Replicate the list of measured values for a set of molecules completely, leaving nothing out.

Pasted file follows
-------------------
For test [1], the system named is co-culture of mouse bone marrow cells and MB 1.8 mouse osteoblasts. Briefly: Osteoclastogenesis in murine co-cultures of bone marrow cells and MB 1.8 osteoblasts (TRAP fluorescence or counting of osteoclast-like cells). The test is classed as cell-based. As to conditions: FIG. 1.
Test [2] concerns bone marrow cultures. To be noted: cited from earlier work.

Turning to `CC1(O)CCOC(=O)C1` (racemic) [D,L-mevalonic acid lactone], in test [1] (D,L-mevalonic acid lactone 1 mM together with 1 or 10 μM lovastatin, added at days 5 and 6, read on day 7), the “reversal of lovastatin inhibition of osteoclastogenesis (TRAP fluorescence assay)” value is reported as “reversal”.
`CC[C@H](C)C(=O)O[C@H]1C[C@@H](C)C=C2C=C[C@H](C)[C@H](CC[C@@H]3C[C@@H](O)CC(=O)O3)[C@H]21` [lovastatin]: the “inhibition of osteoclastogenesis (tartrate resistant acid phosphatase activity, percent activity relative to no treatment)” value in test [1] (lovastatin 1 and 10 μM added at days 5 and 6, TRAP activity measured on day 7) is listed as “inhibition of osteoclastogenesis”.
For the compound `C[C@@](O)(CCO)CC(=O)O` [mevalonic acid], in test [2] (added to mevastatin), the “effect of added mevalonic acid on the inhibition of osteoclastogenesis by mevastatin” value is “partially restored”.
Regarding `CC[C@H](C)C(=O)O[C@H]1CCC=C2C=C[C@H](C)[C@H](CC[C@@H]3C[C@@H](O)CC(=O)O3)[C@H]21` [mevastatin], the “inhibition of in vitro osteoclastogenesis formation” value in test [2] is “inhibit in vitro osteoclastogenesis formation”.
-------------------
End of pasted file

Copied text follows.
For test [1], the system named is co-culture of mouse bone marrow cells and MB 1.8 mouse osteoblasts. Briefly: Osteoclastogenesis in murine co-cultures of bone marrow cells and MB 1.8 osteoblasts (TRAP fluorescence or counting of osteoclast-like cells). The test is classed as cell-based. As to conditions: FIG. 1.
Test [2] concerns bone marrow cultures. To be noted: cited from earlier work.

Turning to `CC1(O)CCOC(=O)C1` (racemic) [D,L-mevalonic acid lactone], in test [1] (D,L-mevalonic acid lactone 1 mM together with 1 or 10 μM lovastatin, added at days 5 and 6, read on day 7), the “reversal of lovastatin inhibition of osteoclastogenesis (TRAP fluorescence assay)” value is reported as “reversal”.
`CC[C@H](C)C(=O)O[C@H]1C[C@@H](C)C=C2C=C[C@H](C)[C@H](CC[C@@H]3C[C@@H](O)CC(=O)O3)[C@H]21` [lovastatin]: the “inhibition of osteoclastogenesis (tartrate resistant acid phosphatase activity, percent activity relative to no treatment)” value in test [1] (lovastatin 1 and 10 μM added at days 5 and 6, TRAP activity measured on day 7) is listed as “inhibition of osteoclastogenesis”.
For the compound `C[C@@](O)(CCO)CC(=O)O` [mevalonic acid], in test [2] (added to mevastatin), the “effect of added mevalonic acid on the inhibition of osteoclastogenesis by mevastatin” value is “partially restored”.
Regarding `CC[C@H](C)C(=O)O[C@H]1CCC=C2C=C[C@H](C)[C@H](CC[C@@H]3C[C@@H](O)CC(=O)O3)[C@H]21` [mevastatin], the “inhibition of in vitro osteoclastogenesis formation” value in test [2] is “inhibit in vitro osteoclastogenesis formation”.